Rep. Shekarchi bill would end master lever in 2016
With committee hearings this afternoon on legislation that would eliminate the master lever from the voting ballot, state Rep. K. Joseph Shekarchi will testify in support of a measure that would leave the ballot unchanged this year, but remove it in the next election.
“I think it’s a good thing to do this in a pragmatic way,” Shekarchi said of his legislation to be heard by the House Judiciary Committee. The bill requires the Secretary of State to do outreach and educate the public, as was done before implementation of the voter ID requirement.
“Times are changing. People are more savvy, and when forced to learn they do,” said Shekarchi.
What’s more, unlike the Senate Judiciary Committee that held the master level bill for further study, Shekarchi believes his bill stands a good chance of a favorable committee vote.
The Democratic freshman Warwick legislator said Ken Block, a candidate for governor, convinced him that elimination of the master lever is the right thing to do. As founder of the Moderate Party and its candidate for governor four years ago, Block has persistently argued for elimination of the ability, with a single stroke, to vote a straight party ticket. Now running as a Republican, Block continues his crusade.
“He makes a compelling analysis,” Shekarchi said of Block.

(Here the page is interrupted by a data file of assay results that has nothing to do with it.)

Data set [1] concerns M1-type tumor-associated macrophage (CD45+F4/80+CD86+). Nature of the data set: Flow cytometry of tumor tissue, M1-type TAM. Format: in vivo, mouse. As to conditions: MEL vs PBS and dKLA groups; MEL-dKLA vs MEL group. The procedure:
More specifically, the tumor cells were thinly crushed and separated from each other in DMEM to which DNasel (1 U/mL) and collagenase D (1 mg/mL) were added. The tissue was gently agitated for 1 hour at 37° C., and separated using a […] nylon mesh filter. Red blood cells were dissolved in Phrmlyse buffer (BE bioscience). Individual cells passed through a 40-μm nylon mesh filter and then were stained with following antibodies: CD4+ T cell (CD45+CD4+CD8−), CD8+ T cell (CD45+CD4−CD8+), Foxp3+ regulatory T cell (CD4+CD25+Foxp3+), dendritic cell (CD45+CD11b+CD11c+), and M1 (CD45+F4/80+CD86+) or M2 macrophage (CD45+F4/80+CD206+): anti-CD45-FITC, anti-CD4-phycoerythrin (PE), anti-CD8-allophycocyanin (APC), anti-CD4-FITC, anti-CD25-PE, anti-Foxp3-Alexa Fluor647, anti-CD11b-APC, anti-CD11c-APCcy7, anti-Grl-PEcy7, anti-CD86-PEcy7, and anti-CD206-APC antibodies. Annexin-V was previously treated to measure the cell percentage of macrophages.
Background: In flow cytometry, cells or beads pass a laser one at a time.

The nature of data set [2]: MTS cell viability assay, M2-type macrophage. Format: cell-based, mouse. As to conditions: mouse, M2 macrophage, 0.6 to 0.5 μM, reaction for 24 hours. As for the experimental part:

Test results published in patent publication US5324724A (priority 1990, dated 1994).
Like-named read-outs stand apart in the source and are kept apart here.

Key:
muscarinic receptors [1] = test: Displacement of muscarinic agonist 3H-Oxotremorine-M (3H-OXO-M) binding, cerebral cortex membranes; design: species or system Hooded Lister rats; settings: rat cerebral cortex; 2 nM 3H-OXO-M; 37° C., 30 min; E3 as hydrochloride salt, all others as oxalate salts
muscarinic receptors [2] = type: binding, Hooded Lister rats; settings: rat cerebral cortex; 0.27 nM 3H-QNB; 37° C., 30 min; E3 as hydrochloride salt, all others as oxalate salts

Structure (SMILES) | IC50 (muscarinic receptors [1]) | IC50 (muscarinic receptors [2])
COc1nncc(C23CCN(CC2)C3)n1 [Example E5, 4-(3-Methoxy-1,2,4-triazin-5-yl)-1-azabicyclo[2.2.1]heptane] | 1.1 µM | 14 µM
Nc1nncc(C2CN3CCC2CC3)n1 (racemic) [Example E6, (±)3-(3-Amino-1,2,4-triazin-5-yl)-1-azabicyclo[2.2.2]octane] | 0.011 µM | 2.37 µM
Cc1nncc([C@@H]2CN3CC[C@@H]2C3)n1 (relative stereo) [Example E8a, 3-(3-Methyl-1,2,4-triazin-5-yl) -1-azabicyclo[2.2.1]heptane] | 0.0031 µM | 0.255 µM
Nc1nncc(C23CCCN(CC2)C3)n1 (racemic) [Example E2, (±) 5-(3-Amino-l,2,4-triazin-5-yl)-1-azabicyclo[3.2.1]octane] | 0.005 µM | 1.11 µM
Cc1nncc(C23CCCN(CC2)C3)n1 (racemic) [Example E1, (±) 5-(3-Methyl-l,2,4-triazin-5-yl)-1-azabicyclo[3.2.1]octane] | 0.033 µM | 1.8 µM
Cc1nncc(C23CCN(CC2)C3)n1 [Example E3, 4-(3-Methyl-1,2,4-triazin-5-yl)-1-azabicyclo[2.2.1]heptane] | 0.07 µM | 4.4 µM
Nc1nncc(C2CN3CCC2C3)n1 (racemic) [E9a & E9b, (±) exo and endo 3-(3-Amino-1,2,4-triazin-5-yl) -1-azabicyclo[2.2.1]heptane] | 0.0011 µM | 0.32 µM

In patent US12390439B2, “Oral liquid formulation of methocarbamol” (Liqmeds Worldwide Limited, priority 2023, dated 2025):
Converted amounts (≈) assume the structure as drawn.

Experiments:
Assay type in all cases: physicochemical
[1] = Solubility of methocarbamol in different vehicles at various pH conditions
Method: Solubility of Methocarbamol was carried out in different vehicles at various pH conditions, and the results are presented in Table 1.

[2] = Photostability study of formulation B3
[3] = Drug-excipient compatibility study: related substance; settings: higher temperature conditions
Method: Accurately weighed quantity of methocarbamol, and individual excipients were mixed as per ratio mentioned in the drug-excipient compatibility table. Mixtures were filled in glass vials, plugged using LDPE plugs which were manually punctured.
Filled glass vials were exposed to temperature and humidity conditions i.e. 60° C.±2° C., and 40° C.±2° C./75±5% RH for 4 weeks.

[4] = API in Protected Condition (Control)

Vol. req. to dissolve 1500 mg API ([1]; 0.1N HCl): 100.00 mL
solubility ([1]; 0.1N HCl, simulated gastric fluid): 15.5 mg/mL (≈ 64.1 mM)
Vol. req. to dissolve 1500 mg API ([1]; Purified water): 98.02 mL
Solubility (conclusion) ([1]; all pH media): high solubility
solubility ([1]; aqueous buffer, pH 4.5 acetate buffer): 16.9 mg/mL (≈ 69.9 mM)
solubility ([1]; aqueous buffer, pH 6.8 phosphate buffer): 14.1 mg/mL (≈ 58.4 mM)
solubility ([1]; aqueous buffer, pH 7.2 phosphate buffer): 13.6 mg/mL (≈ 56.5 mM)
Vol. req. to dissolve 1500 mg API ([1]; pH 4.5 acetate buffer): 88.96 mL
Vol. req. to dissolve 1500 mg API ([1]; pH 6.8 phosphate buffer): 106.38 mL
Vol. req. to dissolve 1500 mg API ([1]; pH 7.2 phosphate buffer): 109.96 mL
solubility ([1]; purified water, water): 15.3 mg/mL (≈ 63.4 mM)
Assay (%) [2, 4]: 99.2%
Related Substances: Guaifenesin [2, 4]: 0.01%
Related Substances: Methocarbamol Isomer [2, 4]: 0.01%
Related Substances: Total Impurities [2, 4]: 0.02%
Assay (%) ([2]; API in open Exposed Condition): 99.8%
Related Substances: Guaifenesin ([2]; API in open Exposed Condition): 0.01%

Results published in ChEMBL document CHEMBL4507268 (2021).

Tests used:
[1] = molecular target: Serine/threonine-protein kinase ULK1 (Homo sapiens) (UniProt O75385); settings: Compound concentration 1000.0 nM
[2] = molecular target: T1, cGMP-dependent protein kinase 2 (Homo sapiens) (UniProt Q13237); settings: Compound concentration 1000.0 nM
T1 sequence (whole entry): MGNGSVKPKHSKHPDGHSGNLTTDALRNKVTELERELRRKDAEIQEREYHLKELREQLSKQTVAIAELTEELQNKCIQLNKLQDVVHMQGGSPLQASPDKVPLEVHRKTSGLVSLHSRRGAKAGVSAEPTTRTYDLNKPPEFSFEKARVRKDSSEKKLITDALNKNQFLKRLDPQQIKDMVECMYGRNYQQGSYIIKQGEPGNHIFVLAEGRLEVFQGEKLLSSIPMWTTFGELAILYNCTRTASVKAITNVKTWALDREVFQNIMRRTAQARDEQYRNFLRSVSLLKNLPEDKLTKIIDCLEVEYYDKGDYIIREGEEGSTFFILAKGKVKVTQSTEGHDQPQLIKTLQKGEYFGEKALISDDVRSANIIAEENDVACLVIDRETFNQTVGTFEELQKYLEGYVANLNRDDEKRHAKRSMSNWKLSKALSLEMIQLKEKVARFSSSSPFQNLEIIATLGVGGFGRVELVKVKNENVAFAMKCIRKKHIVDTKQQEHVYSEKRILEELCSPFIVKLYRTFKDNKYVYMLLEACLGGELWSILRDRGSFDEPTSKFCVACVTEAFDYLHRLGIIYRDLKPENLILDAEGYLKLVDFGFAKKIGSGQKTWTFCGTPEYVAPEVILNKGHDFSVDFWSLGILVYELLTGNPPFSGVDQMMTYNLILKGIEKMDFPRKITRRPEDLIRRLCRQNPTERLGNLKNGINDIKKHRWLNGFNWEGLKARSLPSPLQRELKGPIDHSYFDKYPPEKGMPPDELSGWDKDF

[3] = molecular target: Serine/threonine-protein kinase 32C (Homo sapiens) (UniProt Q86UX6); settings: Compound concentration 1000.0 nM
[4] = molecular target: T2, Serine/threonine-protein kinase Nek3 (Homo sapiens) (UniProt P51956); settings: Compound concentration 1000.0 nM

That’s not the way Shekarchi’s longtime friend and clerk of the Warwick Board of Canvassers for 17 years sees it.
“Joe Gallucci is set against it,” said Shekarchi.
Reached by telephone, Gallucci argued to keep the lever.
“They should consider the senior population. These people don’t want to stand in line. Nobody loses a vote because of the master lever,” he said.
Gallucci pointed out that of Warwick’s 82,000 population, about 56,000 are registered voters and about a third of that number are 65 years old or older. He sees the master level as a convenience for the elderly, although he personally has never voted using the master lever.
Shekarchi said one of Block’s most compelling arguments is that voters see the lever as a designation of what party they favor and they then go on to vote for candidates individually. Should they vote for a candidate that is not under the party label they have selected, they then invalidate their ballot.
If that happens, Gallucci counters, the machine rejects the ballot and the voter has the chance to recast the ballot.
Even so, Shekarchi is with Block on this one and with proper preparation and education, which he acknowledges will take time and is deliberative, he supports elimination of the master lever. He said he’s told Block of his support even though, he adds, “He’s not president of the Joe Shekarchi fan club.”